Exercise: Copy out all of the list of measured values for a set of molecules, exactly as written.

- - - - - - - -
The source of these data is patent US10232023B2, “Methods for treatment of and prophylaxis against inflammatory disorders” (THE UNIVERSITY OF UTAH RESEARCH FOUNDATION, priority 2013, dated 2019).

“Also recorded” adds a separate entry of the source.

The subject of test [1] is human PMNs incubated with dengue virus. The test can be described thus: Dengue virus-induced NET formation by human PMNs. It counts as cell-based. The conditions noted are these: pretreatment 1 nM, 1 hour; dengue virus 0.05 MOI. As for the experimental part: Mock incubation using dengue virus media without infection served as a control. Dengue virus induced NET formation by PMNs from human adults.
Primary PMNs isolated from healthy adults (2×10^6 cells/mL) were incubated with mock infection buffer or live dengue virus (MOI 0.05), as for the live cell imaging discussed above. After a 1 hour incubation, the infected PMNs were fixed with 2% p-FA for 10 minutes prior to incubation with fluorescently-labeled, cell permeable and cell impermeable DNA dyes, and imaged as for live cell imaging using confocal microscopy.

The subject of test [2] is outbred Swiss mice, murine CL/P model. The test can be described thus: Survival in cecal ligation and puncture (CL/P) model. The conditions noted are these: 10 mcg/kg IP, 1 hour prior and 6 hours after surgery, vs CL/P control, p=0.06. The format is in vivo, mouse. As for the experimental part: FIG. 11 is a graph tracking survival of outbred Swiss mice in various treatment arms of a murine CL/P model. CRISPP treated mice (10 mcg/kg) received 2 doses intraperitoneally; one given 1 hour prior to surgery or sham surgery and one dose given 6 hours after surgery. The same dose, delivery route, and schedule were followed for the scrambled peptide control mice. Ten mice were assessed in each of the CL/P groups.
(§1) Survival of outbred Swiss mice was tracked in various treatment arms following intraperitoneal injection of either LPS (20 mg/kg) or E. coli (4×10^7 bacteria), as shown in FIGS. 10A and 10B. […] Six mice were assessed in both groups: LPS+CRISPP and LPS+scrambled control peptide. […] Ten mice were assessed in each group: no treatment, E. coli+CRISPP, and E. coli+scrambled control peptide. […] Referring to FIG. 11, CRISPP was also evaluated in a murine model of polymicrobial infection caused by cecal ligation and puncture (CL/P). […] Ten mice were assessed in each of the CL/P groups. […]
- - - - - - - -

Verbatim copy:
The source of these data is patent US10232023B2, “Methods for treatment of and prophylaxis against inflammatory disorders” (THE UNIVERSITY OF UTAH RESEARCH FOUNDATION, priority 2013, dated 2019).

“Also recorded” adds a separate entry of the source.

The subject of test [1] is human PMNs incubated with dengue virus. The test can be described thus: Dengue virus-induced NET formation by human PMNs. It counts as cell-based. The conditions noted are these: pretreatment 1 nM, 1 hour; dengue virus 0.05 MOI. As for the experimental part: Mock incubation using dengue virus media without infection served as a control. Dengue virus induced NET formation by PMNs from human adults.
Primary PMNs isolated from healthy adults (2×10^6 cells/mL) were incubated with mock infection buffer or live dengue virus (MOI 0.05), as for the live cell imaging discussed above. After a 1 hour incubation, the infected PMNs were fixed with 2% p-FA for 10 minutes prior to incubation with fluorescently-labeled, cell permeable and cell impermeable DNA dyes, and imaged as for live cell imaging using confocal microscopy.

The subject of test [2] is outbred Swiss mice, murine CL/P model. The test can be described thus: Survival in cecal ligation and puncture (CL/P) model. The conditions noted are these: 10 mcg/kg IP, 1 hour prior and 6 hours after surgery, vs CL/P control, p=0.06. The format is in vivo, mouse. As for the experimental part: FIG. 11 is a graph tracking survival of outbred Swiss mice in various treatment arms of a murine CL/P model. CRISPP treated mice (10 mcg/kg) received 2 doses intraperitoneally; one given 1 hour prior to surgery or sham surgery and one dose given 6 hours after surgery. The same dose, delivery route, and schedule were followed for the scrambled peptide control mice. Ten mice were assessed in each of the CL/P groups.
(§1) Survival of outbred Swiss mice was tracked in various treatment arms following intraperitoneal injection of either LPS (20 mg/kg) or E. coli (4×10^7 bacteria), as shown in FIGS. 10A and 10B. […] Six mice were assessed in both groups: LPS+CRISPP and LPS+scrambled control peptide. […] Ten mice were assessed in each group: no treatment, E. coli+CRISPP, and E. coli+scrambled control peptide. […] Referring to FIG. 11, CRISPP was also evaluated in a murine model of polymicrobial infection caused by cecal ligation and puncture (CL/P). […] Ten mice were assessed in each of the CL/P groups. […]